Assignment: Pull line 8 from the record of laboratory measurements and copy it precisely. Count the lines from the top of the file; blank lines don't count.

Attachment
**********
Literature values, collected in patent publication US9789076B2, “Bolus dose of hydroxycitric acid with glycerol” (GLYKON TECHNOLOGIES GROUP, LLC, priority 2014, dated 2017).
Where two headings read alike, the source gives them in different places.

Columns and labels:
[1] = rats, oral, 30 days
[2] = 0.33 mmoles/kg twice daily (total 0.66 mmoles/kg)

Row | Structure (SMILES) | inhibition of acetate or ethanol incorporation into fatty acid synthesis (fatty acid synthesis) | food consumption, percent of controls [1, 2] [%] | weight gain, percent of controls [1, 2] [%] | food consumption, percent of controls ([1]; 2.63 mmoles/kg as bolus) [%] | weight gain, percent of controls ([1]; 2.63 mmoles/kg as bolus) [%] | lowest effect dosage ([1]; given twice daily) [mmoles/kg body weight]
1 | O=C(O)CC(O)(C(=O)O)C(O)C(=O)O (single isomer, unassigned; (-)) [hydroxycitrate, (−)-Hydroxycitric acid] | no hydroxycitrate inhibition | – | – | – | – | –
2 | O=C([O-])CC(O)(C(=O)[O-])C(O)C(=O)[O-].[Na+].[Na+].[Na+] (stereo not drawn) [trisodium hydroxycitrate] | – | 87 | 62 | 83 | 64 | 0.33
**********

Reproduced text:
2 | O=C([O-])CC(O)(C(=O)[O-])C(O)C(=O)[O-].[Na+].[Na+].[Na+] (stereo not drawn) [trisodium hydroxycitrate] | – | 87 | 62 | 83 | 64 | 0.33